Survive and thrive
Melody Liu had been working in banking for six years when the world was rocked by the bankruptcy of Lehman Brothers and the subsequent global financial crisis.
Liu’s bachelor’s degree in political science had provided her with good training in analytical and presentational skills but, spurred on by the world financial panic, she decided to enrol on the University of Hong Kong’s (HKU) part-time MBA programme.
Today Liu is a manager at a prestigious private bank responsible for providing first-class investment and asset-management services to high-net-worth clients. She is also a graduate of the HKU Centennial Class, whose graduation coincided with the centenary of Hong Kong’s oldest university.
What prompted you to pursue an MBA?
After the collapse of Lehman Brothers, and the financial crisis that followed in late 2008, I figured it was a good time to get a relevant and meaningful academic qualification under my belt in order to survive in the downbeat market – and then, hopefully, to thrive when the market picked up.
Just as when I go sailing, it is always during the downwind time that I do all the preparation work, patiently and seriously. Then, when the upwind comes, I can move on at full speed.
What were the reasons behind your choice of school?
I believe the HKU MBA provided the most suitable programme for me in terms of relevance, with its strong China focus, curriculum design, choices and flexibility of study mode, alumni network – not just MBA alumni but all of HKU – and location in Admiralty.
Did you fund your own studies or did your company subsidise the costs?
I funded my own studies.
How did you balance the demands of your job and your studies?
The learning curve was steep and I went through many stressful moments when I had to strike a balance between a full-time day job and attending evening classes two to three times per week. The schedule was intense and frantic. Thanks to my considerate and supportive boss, who has been very understanding and always trusts me when I set my priorities in time management between work and studies, I was able to complete my part-time MBA programme in two years.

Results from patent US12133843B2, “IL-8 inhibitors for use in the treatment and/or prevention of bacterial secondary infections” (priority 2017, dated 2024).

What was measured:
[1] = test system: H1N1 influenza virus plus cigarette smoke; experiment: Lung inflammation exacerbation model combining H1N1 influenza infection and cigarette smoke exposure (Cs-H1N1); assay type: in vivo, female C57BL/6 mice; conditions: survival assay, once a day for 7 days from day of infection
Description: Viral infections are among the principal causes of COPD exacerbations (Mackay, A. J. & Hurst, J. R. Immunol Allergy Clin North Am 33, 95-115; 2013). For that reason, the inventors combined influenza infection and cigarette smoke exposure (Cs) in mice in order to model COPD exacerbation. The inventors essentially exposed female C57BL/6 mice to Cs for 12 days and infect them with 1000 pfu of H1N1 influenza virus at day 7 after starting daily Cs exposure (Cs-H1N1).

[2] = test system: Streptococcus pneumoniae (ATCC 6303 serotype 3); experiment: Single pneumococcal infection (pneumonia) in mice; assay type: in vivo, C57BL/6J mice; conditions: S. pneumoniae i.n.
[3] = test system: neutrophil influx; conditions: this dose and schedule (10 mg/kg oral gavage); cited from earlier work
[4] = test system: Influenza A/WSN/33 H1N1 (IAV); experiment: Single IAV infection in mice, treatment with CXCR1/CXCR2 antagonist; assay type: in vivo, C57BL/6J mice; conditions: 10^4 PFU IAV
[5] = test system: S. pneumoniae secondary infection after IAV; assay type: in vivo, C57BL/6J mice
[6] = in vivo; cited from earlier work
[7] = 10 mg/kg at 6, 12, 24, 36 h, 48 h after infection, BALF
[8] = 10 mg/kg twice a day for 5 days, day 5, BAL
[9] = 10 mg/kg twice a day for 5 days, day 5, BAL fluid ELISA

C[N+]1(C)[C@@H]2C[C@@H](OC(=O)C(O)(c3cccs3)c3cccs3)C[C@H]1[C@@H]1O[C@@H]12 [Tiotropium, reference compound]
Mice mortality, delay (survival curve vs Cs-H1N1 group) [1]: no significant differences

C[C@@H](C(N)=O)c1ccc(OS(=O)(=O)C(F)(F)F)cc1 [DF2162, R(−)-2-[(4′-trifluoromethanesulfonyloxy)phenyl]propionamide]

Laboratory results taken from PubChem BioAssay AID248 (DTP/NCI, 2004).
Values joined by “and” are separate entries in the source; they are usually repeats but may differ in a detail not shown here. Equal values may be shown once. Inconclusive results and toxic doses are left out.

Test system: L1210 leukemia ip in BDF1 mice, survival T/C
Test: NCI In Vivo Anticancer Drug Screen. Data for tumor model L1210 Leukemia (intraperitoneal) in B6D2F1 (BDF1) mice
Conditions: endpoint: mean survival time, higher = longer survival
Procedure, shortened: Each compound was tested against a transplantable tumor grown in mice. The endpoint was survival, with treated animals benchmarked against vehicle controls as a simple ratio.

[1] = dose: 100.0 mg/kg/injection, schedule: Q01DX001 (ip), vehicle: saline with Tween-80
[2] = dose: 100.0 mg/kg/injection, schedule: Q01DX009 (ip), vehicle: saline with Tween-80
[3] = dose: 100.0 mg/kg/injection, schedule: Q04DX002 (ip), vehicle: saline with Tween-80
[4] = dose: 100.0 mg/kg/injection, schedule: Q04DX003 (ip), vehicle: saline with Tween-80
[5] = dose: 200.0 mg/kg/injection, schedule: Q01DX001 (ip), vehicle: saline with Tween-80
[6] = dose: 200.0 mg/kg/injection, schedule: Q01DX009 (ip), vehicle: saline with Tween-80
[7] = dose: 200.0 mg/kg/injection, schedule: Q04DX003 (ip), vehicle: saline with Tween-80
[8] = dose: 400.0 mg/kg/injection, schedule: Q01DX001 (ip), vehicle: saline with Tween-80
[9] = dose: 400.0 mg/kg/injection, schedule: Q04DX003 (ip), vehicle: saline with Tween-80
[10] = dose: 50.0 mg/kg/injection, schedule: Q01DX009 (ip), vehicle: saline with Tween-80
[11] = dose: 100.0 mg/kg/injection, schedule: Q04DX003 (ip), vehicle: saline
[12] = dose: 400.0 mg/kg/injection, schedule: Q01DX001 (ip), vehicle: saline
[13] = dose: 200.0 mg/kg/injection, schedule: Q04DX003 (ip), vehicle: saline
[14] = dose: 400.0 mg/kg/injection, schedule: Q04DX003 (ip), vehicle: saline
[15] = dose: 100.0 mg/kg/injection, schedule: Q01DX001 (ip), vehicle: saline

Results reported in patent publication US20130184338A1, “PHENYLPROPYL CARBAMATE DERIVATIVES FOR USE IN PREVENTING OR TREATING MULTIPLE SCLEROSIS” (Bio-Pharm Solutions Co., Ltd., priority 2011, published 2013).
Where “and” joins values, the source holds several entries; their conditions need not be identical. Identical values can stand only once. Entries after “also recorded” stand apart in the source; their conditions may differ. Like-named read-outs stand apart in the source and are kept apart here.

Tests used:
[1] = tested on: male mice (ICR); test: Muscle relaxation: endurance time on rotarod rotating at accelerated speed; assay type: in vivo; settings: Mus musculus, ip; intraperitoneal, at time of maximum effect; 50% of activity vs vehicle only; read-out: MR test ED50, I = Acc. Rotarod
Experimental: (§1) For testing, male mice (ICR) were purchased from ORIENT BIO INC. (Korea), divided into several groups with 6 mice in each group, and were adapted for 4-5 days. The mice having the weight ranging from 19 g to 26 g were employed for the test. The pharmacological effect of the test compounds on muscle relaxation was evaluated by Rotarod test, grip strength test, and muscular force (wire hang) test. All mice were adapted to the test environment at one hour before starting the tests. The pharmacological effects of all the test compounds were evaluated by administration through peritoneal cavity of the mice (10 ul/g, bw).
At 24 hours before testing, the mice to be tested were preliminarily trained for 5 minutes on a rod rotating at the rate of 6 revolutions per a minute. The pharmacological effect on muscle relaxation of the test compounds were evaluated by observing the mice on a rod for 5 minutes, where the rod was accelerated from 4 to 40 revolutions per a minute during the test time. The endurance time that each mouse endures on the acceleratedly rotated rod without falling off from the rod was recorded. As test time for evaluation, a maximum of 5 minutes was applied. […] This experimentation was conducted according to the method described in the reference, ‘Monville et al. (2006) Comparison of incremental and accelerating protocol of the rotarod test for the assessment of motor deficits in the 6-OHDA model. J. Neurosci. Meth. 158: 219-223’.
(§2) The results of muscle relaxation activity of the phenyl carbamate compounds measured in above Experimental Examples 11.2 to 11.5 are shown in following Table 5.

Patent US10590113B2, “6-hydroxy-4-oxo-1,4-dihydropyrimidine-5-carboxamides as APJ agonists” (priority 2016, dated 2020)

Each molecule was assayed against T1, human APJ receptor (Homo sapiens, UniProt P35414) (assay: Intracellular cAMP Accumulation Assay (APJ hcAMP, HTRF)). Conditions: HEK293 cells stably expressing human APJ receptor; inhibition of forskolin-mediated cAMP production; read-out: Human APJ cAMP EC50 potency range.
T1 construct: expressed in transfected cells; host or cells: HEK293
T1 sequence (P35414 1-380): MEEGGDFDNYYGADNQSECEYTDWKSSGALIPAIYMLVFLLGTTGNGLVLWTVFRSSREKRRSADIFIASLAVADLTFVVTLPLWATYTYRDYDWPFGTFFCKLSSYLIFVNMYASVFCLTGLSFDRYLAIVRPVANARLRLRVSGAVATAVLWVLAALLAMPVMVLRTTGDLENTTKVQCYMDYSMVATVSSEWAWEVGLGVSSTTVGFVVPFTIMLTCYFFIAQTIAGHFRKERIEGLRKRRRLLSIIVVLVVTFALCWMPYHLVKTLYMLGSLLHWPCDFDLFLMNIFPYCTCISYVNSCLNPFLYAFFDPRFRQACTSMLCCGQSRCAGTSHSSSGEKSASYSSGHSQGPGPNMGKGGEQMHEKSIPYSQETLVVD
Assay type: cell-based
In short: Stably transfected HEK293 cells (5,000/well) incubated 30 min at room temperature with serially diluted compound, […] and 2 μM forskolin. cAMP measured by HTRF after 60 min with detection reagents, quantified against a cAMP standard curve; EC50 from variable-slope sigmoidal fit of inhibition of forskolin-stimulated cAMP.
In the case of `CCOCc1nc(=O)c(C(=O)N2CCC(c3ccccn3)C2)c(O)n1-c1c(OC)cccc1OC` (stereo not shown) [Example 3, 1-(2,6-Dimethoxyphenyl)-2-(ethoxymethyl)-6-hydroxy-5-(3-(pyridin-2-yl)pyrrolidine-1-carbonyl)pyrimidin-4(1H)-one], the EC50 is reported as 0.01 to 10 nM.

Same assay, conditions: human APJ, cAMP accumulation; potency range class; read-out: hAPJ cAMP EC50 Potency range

What were the major challenges of your MBA studies?
I came from a political science background so at the very beginning of the programme, when I had to deal with balance sheets in my accounting class and all the different financial models in my corporate finance class, you can imagine how overwhelmed I was. I had to deal with lots of alien concepts and jargon and felt that I was totally out of my comfort zone. Fortunately, I met a group of very smart and helpful classmates and we tackled different problems together.
How did you expect your MBA to help you with your career or personal life? Were these expectations met?
Overall, the MBA programme was a wonderful experience and it provided me with a broad understanding of business knowledge and managerial skills, a stronger awareness of my strengths, weaknesses and motivations, an expanded social circle of like-minded professionals, valuable friendships that I built with class members, mentors and people I met during the programme, and many fantastic personal memories.
All my pre-MBA expectations were met and I now find myself better poised to make sense of the journey ahead. Being a MBA graduate means a new beginning for my lifelong learning and pursuit of academic stimulation.
How do you think your MBA will impact your career in the future?
My MBA experience has expanded my horizons and opened more doors for me. I believe the “MBA impact” will be beneficial to my lifelong career path. Hopefully, in around three to five years, I can be promoted to director grade.